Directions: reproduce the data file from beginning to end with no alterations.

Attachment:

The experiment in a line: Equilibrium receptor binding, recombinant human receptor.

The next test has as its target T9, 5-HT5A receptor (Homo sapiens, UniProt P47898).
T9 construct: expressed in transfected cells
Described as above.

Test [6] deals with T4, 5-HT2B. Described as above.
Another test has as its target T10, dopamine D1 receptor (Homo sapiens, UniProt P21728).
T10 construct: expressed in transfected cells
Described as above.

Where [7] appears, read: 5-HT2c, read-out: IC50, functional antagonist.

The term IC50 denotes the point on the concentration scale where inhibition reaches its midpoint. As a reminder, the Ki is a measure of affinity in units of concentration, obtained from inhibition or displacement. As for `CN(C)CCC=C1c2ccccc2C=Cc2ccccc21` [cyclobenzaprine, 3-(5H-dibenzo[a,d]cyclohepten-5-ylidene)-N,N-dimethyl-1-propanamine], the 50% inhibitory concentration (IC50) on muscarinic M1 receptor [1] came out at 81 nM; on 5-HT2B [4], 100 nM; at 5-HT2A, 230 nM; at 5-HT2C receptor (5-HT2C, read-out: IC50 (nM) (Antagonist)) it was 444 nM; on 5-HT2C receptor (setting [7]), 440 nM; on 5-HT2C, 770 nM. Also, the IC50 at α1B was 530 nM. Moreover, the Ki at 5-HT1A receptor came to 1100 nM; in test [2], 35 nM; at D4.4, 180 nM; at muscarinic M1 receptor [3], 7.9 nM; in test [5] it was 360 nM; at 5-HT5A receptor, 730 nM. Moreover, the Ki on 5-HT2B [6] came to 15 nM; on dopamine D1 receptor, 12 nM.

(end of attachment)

The experiment in a line: Equilibrium receptor binding, recombinant human receptor.

The next test has as its target T9, 5-HT5A receptor (Homo sapiens, UniProt P47898).
T9 construct: expressed in transfected cells
Described as above.

Test [6] deals with T4, 5-HT2B. Described as above.
Another test has as its target T10, dopamine D1 receptor (Homo sapiens, UniProt P21728).
T10 construct: expressed in transfected cells
Described as above.

Where [7] appears, read: 5-HT2c, read-out: IC50, functional antagonist.

The term IC50 denotes the point on the concentration scale where inhibition reaches its midpoint. As a reminder, the Ki is a measure of affinity in units of concentration, obtained from inhibition or displacement. As for `CN(C)CCC=C1c2ccccc2C=Cc2ccccc21` [cyclobenzaprine, 3-(5H-dibenzo[a,d]cyclohepten-5-ylidene)-N,N-dimethyl-1-propanamine], the 50% inhibitory concentration (IC50) on muscarinic M1 receptor [1] came out at 81 nM; on 5-HT2B [4], 100 nM; at 5-HT2A, 230 nM; at 5-HT2C receptor (5-HT2C, read-out: IC50 (nM) (Antagonist)) it was 444 nM; on 5-HT2C receptor (setting [7]), 440 nM; on 5-HT2C, 770 nM. Also, the IC50 at α1B was 530 nM. Moreover, the Ki at 5-HT1A receptor came to 1100 nM; in test [2], 35 nM; at D4.4, 180 nM; at muscarinic M1 receptor [3], 7.9 nM; in test [5] it was 360 nM; at 5-HT5A receptor, 730 nM. Moreover, the Ki on 5-HT2B [6] came to 15 nM; on dopamine D1 receptor, 12 nM.